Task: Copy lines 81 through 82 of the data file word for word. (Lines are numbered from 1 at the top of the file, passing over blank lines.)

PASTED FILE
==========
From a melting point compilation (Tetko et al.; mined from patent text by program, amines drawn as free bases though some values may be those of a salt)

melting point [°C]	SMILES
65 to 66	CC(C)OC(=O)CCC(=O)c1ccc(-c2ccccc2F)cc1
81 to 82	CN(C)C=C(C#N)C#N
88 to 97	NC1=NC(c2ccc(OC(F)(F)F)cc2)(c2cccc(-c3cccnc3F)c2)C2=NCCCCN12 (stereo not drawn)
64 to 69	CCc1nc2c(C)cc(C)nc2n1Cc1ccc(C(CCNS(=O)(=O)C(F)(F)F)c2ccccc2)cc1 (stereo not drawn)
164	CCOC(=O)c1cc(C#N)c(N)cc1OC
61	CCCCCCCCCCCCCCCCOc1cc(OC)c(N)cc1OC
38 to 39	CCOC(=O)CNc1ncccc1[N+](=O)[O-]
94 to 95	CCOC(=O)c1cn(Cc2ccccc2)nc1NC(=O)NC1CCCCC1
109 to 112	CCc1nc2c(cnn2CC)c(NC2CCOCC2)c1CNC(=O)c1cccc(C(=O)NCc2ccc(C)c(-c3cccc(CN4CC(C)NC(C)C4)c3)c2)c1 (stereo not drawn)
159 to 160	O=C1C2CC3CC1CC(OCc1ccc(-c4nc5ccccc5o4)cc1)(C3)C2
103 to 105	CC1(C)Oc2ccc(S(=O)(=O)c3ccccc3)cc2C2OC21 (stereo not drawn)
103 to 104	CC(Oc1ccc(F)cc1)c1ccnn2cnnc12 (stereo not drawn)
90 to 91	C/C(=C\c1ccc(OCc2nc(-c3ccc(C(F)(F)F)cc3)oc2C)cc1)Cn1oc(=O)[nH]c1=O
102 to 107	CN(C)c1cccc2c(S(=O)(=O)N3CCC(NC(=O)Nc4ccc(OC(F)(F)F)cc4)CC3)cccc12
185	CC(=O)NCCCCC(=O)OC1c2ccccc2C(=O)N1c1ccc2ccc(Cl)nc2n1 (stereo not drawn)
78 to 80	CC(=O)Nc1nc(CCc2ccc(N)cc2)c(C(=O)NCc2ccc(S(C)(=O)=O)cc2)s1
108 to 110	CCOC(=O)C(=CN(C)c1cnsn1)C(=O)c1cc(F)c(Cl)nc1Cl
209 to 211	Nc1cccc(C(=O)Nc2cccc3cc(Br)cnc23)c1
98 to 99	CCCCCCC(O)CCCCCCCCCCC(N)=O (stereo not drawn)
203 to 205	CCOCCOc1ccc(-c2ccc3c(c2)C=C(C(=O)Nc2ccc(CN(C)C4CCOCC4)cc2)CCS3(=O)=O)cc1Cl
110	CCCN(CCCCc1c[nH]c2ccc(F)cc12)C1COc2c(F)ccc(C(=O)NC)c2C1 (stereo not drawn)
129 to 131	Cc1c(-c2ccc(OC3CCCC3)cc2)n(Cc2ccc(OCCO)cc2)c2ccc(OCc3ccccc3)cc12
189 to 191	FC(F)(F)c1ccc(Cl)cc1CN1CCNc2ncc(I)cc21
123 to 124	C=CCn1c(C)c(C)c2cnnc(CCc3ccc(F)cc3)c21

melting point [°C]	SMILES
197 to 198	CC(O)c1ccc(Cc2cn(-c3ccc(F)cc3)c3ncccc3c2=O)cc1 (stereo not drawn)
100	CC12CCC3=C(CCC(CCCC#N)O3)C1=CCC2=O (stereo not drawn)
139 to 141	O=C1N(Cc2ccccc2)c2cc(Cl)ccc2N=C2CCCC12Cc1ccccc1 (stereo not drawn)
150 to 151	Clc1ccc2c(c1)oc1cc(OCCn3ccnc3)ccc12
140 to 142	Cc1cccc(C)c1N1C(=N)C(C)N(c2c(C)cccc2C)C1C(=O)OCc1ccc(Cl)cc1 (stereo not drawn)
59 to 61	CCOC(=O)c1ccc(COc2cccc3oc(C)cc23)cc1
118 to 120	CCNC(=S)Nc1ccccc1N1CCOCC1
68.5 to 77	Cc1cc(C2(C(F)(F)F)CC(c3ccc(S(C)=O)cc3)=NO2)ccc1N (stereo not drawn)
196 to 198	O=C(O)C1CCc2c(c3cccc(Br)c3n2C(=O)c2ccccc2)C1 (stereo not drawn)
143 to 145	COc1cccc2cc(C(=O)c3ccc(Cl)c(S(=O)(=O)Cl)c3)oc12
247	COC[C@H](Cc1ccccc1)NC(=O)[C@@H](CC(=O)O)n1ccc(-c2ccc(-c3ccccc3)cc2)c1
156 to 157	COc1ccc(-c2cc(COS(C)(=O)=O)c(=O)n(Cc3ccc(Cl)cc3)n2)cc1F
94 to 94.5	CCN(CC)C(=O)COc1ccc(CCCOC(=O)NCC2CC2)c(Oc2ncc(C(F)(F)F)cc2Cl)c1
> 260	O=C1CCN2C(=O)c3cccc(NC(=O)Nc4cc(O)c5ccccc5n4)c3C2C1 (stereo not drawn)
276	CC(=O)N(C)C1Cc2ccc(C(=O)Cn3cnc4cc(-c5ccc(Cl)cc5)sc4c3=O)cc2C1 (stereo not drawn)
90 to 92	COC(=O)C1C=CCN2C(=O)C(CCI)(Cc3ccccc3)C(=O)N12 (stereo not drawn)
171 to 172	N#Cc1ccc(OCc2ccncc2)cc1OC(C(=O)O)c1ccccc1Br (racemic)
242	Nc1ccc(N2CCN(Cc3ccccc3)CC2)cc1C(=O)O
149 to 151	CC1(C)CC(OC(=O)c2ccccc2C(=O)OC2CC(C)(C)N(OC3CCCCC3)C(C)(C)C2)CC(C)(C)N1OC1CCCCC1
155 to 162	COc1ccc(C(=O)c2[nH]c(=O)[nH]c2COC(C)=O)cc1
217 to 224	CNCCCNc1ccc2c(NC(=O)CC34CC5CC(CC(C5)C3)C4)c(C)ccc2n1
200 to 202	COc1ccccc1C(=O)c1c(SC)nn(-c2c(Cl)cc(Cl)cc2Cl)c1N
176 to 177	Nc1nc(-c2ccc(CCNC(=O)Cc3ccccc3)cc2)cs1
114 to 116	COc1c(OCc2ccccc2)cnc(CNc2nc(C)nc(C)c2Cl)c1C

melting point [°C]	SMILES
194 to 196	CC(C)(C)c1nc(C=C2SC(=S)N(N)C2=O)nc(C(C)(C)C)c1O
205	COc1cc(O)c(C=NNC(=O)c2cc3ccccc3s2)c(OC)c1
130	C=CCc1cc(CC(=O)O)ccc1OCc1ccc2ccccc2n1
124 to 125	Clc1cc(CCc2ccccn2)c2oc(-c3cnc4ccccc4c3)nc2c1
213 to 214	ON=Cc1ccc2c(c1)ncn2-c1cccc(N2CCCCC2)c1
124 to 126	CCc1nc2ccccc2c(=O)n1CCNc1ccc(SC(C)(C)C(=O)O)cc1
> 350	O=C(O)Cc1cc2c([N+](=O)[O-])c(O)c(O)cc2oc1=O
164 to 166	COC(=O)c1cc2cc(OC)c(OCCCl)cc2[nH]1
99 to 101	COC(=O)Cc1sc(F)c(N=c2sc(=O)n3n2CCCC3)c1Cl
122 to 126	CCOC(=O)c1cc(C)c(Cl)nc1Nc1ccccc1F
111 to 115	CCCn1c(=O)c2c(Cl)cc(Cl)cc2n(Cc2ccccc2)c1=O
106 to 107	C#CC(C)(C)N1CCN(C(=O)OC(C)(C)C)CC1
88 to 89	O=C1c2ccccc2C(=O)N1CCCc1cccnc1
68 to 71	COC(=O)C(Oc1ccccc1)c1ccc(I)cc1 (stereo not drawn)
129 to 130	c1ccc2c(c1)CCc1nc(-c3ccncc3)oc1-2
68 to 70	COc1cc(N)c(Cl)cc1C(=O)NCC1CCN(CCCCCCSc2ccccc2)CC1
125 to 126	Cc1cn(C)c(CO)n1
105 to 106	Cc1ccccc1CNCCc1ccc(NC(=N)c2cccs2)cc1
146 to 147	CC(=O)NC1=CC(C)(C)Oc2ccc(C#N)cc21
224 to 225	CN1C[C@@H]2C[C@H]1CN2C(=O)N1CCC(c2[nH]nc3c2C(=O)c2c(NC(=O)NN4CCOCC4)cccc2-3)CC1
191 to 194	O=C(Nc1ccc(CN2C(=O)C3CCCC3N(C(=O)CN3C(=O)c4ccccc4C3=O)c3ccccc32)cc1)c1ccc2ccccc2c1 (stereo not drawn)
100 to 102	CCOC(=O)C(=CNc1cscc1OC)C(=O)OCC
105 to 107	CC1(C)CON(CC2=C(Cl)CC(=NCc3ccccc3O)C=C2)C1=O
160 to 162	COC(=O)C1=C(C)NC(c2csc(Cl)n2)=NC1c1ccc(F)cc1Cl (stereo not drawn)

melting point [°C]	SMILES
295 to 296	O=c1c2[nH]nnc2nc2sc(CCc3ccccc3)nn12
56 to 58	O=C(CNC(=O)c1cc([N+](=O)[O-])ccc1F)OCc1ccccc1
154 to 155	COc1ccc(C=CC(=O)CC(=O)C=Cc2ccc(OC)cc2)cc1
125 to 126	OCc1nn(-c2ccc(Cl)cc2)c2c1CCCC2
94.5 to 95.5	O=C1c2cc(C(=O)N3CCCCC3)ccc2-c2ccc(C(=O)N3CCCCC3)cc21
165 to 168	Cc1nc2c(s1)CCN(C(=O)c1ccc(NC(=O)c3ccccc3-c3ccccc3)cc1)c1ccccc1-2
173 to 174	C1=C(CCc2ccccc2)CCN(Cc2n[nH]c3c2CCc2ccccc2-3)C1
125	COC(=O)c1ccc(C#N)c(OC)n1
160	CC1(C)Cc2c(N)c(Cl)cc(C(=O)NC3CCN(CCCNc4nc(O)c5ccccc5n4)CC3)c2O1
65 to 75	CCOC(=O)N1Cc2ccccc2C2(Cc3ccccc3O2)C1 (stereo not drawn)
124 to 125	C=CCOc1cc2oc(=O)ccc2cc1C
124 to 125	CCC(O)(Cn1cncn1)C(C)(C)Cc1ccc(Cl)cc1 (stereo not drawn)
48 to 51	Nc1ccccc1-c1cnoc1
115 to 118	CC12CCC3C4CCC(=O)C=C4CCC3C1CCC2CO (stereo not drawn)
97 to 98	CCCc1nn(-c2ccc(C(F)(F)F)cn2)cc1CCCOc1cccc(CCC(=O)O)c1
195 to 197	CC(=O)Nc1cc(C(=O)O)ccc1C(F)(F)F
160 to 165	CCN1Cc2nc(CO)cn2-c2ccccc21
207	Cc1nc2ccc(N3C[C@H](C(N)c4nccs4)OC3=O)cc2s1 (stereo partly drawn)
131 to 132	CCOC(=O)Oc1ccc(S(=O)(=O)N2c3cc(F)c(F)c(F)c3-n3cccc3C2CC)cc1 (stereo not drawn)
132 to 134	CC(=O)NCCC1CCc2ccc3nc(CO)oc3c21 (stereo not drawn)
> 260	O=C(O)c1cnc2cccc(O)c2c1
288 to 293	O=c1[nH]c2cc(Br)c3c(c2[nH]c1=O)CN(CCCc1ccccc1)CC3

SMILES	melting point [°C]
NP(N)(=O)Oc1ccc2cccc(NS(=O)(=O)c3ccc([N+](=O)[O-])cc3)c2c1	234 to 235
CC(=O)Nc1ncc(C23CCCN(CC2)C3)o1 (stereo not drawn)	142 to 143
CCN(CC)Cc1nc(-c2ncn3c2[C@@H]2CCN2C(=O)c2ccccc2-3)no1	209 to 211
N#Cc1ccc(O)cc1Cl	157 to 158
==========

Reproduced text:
125 to 126	OCc1nn(-c2ccc(Cl)cc2)c2c1CCCC2
94.5 to 95.5	O=C1c2cc(C(=O)N3CCCCC3)ccc2-c2ccc(C(=O)N3CCCCC3)cc21